"Outsourced" | A journey from Seattle to India to epiphany
A year from now, the title "Outsourced" might be closely linked to another Owen Wilson-Vince Vaughn comedy currently going by that name...
Special to The Seattle Times
98 minutes. Rated PG-13 for some sexual content. Several theaters. For a story on ShadowCatcher Entertainment, see www.seattletimes.com.
A year from now, the title "Outsourced" might be closely linked to another Owen Wilson-Vince Vaughn comedy currently going by that name and scheduled for a 2008 release. Before that happens, however, try taking in the low-key charms of a different "Outsourced," this one produced by Seattle company ShadowCatcher Entertainment ("Smoke Signals") and partially set in the Emerald City.
Co-written by George Wing ("50 First Dates") and John Jeffcoat — the latter also making his feature debut as a director — "Outsourced" is a thoughtful satire that looks at the human face beyond contemporary frustrations associated with the global economy.
Josh Hamilton ("The House of Yes") stars as Todd Anderson, vice president of customer relations for a Seattle company that sells phone-order, patriotic kitsch. Part of Todd's job is keeping his operators' order-taking time down to a few minutes. He's good at what he does, but that doesn't stop the company from outsourcing Todd's entire department to somewhere in India, where local workers can field customer calls more cheaply.
A reluctant Todd is sent to the subcontinent to train his own replacement and get the new operators up to speed. Neither task goes well, but adding to Todd's frustration is culture shock over everything from Indian table manners to public transportation to minimal bathroom fixtures.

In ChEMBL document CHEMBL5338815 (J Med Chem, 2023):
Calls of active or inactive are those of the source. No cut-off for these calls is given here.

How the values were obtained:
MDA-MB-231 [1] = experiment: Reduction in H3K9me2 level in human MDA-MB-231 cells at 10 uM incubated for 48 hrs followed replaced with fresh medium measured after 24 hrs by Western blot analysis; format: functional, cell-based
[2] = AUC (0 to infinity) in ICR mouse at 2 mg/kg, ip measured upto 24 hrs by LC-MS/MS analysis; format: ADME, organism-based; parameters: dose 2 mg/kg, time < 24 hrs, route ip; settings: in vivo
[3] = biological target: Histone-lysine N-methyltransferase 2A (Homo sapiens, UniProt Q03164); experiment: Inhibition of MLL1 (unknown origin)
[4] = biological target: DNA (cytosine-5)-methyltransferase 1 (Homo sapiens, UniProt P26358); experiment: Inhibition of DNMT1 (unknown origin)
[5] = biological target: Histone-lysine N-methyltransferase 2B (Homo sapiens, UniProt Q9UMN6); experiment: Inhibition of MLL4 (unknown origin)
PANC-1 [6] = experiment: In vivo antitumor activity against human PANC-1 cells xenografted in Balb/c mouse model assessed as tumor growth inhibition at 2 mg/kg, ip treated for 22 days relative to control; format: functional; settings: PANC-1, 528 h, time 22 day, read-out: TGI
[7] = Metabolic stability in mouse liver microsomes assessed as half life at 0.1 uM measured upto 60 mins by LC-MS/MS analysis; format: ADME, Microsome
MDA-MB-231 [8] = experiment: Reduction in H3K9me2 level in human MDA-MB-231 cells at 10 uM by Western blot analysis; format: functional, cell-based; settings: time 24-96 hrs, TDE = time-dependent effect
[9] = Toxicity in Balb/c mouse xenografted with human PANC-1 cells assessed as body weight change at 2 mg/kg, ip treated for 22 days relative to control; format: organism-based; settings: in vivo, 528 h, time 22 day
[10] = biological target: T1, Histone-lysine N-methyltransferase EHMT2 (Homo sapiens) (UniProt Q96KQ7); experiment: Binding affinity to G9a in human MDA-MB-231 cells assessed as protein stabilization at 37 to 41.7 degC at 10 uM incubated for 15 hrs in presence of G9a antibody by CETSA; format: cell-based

We've seen this particular fish-out-of-water tale before, in TV's "Northern Exposure" and such features as "Local Hero" and "Doc Hollywood." The gentle but illuminating "Outsourced" proves the story, as long as it's told well, never gets old.
As with its predecessors, Todd eventually realizes the best way to escape India and get back to Seattle, ironically, is to let go of his resistance to India's culture and people. Transformation precedes liberation, but the lovely question in Wing and Jeffcoat's script is that once Todd is transformed, what does he need to be liberated from?
The film's deliberate, carefully paced narrative can't obscure the sense of epiphany that permeates "Outsourced." Nor can some of its other delights — Jeffcoat's assured location shooting and a fine supporting cast, including a wry Ayesha Dharker as Todd's romantic interest and a brief appearance by Larry Pine as a kind of older, more serene version of the disoriented central character.
Tom Keogh: email@example.com
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